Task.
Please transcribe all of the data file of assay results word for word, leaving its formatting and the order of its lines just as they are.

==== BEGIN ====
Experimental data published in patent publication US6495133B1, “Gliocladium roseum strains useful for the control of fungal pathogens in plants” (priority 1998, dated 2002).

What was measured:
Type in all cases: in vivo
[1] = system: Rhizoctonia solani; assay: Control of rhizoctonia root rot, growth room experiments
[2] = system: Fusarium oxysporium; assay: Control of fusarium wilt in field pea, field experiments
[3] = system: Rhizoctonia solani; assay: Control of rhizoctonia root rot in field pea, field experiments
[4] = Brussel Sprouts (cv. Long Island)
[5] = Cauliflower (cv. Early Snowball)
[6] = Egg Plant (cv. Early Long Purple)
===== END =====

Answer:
Experimental data published in patent publication US6495133B1, “Gliocladium roseum strains useful for the control of fungal pathogens in plants” (priority 1998, dated 2002).

What was measured:
Type in all cases: in vivo
[1] = system: Rhizoctonia solani; assay: Control of rhizoctonia root rot, growth room experiments
[2] = system: Fusarium oxysporium; assay: Control of fusarium wilt in field pea, field experiments
[3] = system: Rhizoctonia solani; assay: Control of rhizoctonia root rot in field pea, field experiments
[4] = Brussel Sprouts (cv. Long Island)
[5] = Cauliflower (cv. Early Snowball)
[6] = Egg Plant (cv. Early Long Purple)